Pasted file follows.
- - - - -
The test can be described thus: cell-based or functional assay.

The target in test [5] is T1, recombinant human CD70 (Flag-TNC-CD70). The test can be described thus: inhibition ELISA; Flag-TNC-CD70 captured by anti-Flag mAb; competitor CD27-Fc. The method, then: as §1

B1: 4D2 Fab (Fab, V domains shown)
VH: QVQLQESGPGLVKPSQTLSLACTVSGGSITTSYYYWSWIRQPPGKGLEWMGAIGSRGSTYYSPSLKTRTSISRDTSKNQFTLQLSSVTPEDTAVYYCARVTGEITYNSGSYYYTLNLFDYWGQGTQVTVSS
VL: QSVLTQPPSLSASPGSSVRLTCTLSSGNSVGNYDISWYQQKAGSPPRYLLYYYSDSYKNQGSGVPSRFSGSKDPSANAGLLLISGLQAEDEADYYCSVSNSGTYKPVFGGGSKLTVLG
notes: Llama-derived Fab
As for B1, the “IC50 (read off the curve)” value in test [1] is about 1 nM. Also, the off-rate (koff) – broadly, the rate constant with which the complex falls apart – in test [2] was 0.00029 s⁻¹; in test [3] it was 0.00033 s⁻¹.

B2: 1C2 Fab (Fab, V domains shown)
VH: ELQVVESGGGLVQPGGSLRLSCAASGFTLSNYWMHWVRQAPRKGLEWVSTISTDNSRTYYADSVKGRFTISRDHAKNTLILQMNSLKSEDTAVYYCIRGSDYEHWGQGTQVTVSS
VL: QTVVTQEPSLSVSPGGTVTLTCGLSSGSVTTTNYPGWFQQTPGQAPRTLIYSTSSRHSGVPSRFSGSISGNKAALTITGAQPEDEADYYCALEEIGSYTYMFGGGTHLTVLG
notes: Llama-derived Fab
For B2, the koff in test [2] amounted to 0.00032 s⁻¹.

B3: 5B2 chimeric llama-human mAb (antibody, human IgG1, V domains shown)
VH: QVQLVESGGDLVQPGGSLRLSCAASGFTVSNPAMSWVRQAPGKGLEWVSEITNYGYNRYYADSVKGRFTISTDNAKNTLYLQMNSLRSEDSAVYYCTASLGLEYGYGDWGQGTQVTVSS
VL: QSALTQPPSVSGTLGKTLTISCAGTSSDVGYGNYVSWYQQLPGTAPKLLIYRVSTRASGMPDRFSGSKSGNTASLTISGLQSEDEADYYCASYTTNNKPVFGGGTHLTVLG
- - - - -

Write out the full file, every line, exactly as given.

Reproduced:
The test can be described thus: cell-based or functional assay.

The target in test [5] is T1, recombinant human CD70 (Flag-TNC-CD70). The test can be described thus: inhibition ELISA; Flag-TNC-CD70 captured by anti-Flag mAb; competitor CD27-Fc. The method, then: as §1

B1: 4D2 Fab (Fab, V domains shown)
VH: QVQLQESGPGLVKPSQTLSLACTVSGGSITTSYYYWSWIRQPPGKGLEWMGAIGSRGSTYYSPSLKTRTSISRDTSKNQFTLQLSSVTPEDTAVYYCARVTGEITYNSGSYYYTLNLFDYWGQGTQVTVSS
VL: QSVLTQPPSLSASPGSSVRLTCTLSSGNSVGNYDISWYQQKAGSPPRYLLYYYSDSYKNQGSGVPSRFSGSKDPSANAGLLLISGLQAEDEADYYCSVSNSGTYKPVFGGGSKLTVLG
notes: Llama-derived Fab
As for B1, the “IC50 (read off the curve)” value in test [1] is about 1 nM. Also, the off-rate (koff) – broadly, the rate constant with which the complex falls apart – in test [2] was 0.00029 s⁻¹; in test [3] it was 0.00033 s⁻¹.

B2: 1C2 Fab (Fab, V domains shown)
VH: ELQVVESGGGLVQPGGSLRLSCAASGFTLSNYWMHWVRQAPRKGLEWVSTISTDNSRTYYADSVKGRFTISRDHAKNTLILQMNSLKSEDTAVYYCIRGSDYEHWGQGTQVTVSS
VL: QTVVTQEPSLSVSPGGTVTLTCGLSSGSVTTTNYPGWFQQTPGQAPRTLIYSTSSRHSGVPSRFSGSISGNKAALTITGAQPEDEADYYCALEEIGSYTYMFGGGTHLTVLG
notes: Llama-derived Fab
For B2, the koff in test [2] amounted to 0.00032 s⁻¹.

B3: 5B2 chimeric llama-human mAb (antibody, human IgG1, V domains shown)
VH: QVQLVESGGDLVQPGGSLRLSCAASGFTVSNPAMSWVRQAPGKGLEWVSEITNYGYNRYYADSVKGRFTISTDNAKNTLYLQMNSLRSEDSAVYYCTASLGLEYGYGDWGQGTQVTVSS
VL: QSALTQPPSVSGTLGKTLTISCAGTSSDVGYGNYVSWYQQLPGTAPKLLIYRVSTRASGMPDRFSGSKSGNTASLTISGLQSEDEADYYCASYTTNNKPVFGGGTHLTVLG